Carolyn Ellis states, “autoethnography shows struggle, passion, embodied life, and the collaborative creation of sense - making... [it] wants the reader to care, to feel, to empathize, and to do something, to act” (Ellis & Bochner, 2006, p. 433). This autoethnography describes one new mother’s struggles to complete her doctoral program of study while remaining devoted to her familial obligations and relationships. In particular, this article investigates the causes of tension and stress that exist as she attempts to find a balance between her need to care and love for her child, to maintain a relationship with her husband, and achieve success within her graduate studies. Using autoethnography, the author makes herself vulnerable as she shares her intimate experiences through personal journal entries and stories of encounters with family and friends. In this way, the author hopes to utilize her personal experience in an effort to open dialogue concerning the diverse needs of today’s graduate student mothers as they attempt to successfully earn a graduate degree.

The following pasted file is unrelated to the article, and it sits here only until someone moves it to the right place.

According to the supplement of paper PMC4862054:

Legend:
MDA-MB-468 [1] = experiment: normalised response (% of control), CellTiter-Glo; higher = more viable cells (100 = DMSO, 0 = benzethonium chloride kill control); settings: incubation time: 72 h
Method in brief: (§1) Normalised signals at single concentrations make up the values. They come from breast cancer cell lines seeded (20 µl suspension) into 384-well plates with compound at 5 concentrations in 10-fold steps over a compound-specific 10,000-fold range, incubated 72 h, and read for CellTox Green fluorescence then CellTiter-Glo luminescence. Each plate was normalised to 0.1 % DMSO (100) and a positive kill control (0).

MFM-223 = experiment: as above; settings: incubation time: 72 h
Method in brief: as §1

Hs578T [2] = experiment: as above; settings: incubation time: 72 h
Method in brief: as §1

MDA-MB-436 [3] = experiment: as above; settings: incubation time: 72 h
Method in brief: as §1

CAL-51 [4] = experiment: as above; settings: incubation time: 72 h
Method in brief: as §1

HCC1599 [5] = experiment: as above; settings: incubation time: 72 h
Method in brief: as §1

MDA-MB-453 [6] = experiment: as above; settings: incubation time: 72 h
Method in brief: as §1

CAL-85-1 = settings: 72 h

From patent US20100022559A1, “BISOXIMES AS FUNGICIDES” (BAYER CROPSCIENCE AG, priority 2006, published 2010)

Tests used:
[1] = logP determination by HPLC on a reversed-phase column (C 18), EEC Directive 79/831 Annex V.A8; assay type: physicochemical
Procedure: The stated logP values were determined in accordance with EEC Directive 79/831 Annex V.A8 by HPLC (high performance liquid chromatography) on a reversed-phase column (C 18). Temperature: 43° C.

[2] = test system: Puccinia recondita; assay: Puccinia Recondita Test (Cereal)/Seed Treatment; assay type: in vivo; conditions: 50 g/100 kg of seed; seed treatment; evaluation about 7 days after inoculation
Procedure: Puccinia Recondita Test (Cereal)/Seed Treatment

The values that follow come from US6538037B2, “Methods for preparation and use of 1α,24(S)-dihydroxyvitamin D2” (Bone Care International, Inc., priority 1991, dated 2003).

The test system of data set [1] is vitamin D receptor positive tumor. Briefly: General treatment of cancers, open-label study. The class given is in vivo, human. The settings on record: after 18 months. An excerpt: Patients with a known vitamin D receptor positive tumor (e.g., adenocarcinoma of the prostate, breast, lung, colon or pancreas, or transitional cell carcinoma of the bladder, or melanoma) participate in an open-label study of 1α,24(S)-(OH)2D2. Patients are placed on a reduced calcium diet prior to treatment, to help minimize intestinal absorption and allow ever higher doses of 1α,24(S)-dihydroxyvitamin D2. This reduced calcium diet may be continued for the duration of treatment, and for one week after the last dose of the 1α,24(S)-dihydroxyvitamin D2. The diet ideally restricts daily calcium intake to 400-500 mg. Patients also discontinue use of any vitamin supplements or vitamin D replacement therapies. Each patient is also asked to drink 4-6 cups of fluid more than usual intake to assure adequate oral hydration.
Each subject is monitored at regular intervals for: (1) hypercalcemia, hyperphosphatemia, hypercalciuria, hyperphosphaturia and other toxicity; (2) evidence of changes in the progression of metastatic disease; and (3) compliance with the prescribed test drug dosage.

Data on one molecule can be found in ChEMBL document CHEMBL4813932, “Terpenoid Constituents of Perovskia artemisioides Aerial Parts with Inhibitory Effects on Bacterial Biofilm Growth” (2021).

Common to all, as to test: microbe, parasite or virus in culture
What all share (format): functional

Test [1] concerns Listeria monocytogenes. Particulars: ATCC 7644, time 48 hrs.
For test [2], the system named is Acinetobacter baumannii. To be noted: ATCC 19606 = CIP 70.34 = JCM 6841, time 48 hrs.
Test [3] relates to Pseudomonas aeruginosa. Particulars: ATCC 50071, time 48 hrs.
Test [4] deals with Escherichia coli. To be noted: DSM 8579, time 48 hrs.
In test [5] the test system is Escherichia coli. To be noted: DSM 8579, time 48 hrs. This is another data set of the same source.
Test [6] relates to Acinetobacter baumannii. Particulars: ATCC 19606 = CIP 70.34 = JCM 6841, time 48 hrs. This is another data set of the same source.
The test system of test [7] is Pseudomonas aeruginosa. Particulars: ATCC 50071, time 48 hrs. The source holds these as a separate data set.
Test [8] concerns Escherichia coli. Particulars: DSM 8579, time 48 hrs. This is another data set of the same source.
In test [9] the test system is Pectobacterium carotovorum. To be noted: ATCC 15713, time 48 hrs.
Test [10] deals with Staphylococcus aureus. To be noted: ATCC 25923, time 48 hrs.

Motherhood, Doctoral Program, Autoethnography, Narrative Inquiry


Brooke also acknowledges her gratitude to Dr. Patricia McHatton and Dr. Janet Richards, two professors who assisted her in her endeavor into qualitative research and autoethnography.

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